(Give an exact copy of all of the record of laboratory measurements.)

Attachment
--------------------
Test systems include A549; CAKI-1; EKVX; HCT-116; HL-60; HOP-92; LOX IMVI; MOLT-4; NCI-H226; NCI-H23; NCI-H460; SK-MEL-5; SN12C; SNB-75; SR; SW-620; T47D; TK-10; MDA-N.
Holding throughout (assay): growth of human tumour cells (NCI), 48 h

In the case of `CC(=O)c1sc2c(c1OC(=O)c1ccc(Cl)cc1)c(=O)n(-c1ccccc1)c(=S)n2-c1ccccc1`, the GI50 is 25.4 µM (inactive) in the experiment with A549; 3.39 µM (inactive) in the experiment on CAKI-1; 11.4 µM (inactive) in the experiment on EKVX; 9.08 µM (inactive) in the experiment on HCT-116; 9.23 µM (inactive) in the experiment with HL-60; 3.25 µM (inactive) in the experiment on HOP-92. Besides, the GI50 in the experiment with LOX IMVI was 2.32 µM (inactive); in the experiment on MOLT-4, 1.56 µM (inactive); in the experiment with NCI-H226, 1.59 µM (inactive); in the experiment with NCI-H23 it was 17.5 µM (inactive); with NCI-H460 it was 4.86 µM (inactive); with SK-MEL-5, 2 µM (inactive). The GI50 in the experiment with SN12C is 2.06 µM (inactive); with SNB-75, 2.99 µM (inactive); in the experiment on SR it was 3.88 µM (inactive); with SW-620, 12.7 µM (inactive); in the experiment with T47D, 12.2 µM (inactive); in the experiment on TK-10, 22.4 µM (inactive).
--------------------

Test systems include A549; CAKI-1; EKVX; HCT-116; HL-60; HOP-92; LOX IMVI; MOLT-4; NCI-H226; NCI-H23; NCI-H460; SK-MEL-5; SN12C; SNB-75; SR; SW-620; T47D; TK-10; MDA-N.
Holding throughout (assay): growth of human tumour cells (NCI), 48 h

In the case of `CC(=O)c1sc2c(c1OC(=O)c1ccc(Cl)cc1)c(=O)n(-c1ccccc1)c(=S)n2-c1ccccc1`, the GI50 is 25.4 µM (inactive) in the experiment with A549; 3.39 µM (inactive) in the experiment on CAKI-1; 11.4 µM (inactive) in the experiment on EKVX; 9.08 µM (inactive) in the experiment on HCT-116; 9.23 µM (inactive) in the experiment with HL-60; 3.25 µM (inactive) in the experiment on HOP-92. Besides, the GI50 in the experiment with LOX IMVI was 2.32 µM (inactive); in the experiment on MOLT-4, 1.56 µM (inactive); in the experiment with NCI-H226, 1.59 µM (inactive); in the experiment with NCI-H23 it was 17.5 µM (inactive); with NCI-H460 it was 4.86 µM (inactive); with SK-MEL-5, 2 µM (inactive). The GI50 in the experiment with SN12C is 2.06 µM (inactive); with SNB-75, 2.99 µM (inactive); in the experiment on SR it was 3.88 µM (inactive); with SW-620, 12.7 µM (inactive); in the experiment with T47D, 12.2 µM (inactive); in the experiment on TK-10, 22.4 µM (inactive).